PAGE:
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Leo’s First Birthday Photos

I can hardly believe that Leo is already a year and a half old. Where has the time gone? I will so miss having a little baby to snuggle and hold, but I have to admit that having a toddler to interact with is pretty darn fun. I was looking back at some of my old photos and realized that I never posted these gorgeous images taken by my friend Greta at Olive Hill Photography last June. So bright and fun! I don’t think I’ll ever tire of looking at these images for as long as I live.


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What nifty device can you make with paper, film and a Coke can?

I found a very interesting book on the new arrival shelf at the library yesterday. A book called Build Fun Paper Cameras: Take Eye-Catching Pinhole Photos. My first thought was Hmm, those look pretty cool! My second thought was They still make 35mm film?! It is almost hard for me to believe that everyone just doesn’t use digital these days. I love the instant satisfaction of seeing an image onscreen (especially handy when I notice a detail that needs fixing). Film cameras don’t give you that amount of control, and that idea is… intriguing.

So, I’m curious. I decided to check the book out and experiment. What if I had to physically rely on myself to manage the exposure (and not just tell my digital camera how long to do it for me)? I mean literally open and close the shutter by hand, and not with the press of a button? What would it be like to manually make my own equipment? And wind the film myself? I’m guessing the worst that can happen will be that none of my photos come out, but even so I’ll have made some pretty nifty little paper cameras. So, if you’ll excuse me – I have a Coke can to cut and pierce, film to find and purchase, and 8 sheets of freshly printed card stock to cut, fold and assemble.

To be continued…


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Eeny, meeny, miny, moe

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(1) Maple leaves in the forest  (2) White flowers, Smith Rock
(3) Indian Paintbrush at the grandparent’s  (4) Miniature Rose in our yard

I’m thinking about putting new photographs in the four gallery frames hanging in our living room. Over the years they’ve held illustrations, photos, artwork, magazine pages and right now they’re displaying fabric. However, you’d think with all the photos I take, I’d easily fill those four frames with new photographs. But, no. The issue? Finding four vertical shots to make a set. Since I don’t often photograph vertically, there is a limited number to choose from. Choosing a matched pair is easy. A set of three, fine. Finding four that look good together? That’s a challenge.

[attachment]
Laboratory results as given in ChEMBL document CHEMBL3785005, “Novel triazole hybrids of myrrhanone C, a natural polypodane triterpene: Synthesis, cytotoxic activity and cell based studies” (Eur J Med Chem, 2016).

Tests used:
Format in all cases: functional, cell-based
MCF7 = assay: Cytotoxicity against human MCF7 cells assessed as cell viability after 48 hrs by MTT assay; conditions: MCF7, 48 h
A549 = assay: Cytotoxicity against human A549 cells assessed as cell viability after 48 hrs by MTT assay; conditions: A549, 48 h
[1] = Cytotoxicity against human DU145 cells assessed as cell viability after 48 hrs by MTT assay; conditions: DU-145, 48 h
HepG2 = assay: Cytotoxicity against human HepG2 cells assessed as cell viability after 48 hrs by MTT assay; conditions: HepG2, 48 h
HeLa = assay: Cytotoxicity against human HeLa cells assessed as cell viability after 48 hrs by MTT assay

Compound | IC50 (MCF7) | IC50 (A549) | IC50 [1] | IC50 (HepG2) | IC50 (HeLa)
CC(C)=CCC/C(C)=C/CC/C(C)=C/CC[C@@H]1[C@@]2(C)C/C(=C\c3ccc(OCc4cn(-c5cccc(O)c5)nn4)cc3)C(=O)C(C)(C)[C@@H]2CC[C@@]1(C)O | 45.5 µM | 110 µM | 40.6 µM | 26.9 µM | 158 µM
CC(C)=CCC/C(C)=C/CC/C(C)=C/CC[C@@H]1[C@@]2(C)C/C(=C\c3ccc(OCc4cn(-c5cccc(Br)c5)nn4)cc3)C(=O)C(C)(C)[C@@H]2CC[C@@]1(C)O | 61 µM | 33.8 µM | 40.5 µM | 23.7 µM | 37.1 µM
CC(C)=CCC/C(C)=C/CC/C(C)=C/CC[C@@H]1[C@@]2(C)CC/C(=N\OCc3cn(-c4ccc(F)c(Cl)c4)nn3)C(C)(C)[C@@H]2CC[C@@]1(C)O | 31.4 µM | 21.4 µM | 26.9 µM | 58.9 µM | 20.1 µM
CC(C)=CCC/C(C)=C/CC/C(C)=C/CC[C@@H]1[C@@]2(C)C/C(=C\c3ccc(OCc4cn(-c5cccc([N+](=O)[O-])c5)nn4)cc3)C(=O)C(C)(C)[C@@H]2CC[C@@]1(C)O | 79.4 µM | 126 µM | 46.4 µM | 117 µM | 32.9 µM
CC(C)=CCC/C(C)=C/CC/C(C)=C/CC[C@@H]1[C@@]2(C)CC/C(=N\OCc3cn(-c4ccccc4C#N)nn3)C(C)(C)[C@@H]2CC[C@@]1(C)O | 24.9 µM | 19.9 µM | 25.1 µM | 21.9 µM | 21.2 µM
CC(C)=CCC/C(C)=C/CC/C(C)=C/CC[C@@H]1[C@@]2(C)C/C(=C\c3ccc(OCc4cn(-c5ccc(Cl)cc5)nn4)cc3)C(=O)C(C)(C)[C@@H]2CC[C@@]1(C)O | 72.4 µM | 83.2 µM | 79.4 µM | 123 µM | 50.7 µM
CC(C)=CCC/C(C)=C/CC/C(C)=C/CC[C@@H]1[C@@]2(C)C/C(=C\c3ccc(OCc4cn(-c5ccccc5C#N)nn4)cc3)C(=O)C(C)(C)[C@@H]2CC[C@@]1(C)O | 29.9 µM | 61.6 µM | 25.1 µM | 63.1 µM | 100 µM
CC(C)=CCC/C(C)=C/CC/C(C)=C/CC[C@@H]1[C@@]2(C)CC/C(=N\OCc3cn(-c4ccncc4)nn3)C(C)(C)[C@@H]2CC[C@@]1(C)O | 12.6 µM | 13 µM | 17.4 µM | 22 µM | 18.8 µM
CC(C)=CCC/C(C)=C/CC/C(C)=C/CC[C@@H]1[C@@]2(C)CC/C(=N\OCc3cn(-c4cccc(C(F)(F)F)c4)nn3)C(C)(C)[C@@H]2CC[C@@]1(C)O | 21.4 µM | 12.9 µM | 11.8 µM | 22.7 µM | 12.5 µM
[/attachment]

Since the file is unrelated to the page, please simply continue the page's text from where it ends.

I briefly considered doing four shots of Chloe, but it seemed too shrine-like in our little house. Then I considered texture shots, but now I’m thinking about the four nature scenes above. I think what ties these together is the sunlight and glow of color, plus the combination of crisp foreground and softer background.  I also like that Chloe and David are represented in one of them, but not overly so.

Someday I’d like to  shoot a set of nice black & whites – maybe architectural in theme – bridges, buildings, cityscapes. I like the set of three France photographs donated to Craft Hope’s Etsy shop (they sold!), but they are all horizontal, too. Or maybe I just need to scrap the current frame layout and turn them all sideways. Hmm… there’s a thought.


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Birth to 1-year Poster

I thought I’d share this collage I made for the grandmas (framed) and great-grandmas (5×7 matted) for Christmas this year. David and I aren’t big on hanging family pictures (thus there are none around, mostly due to lack of space), but I might try and make room for this one. It is sort-of an updated version of this Mother’s Day photo card I put together when Chloe was 6-months old. It might have been easier to choose just one image per month, but I obviously got carried away.


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Mother + Daughter Photographs

As the main photographer in my family, it is rare to find both Chloe and I in the same photo. Luckily, a couple months ago my talented friend Greta took some wonderful, keepsake-quality shots of the two of us. And check out that watermark – I am proud to say that her new logo is one of my designs!

Here are just a few of my many favorite captures: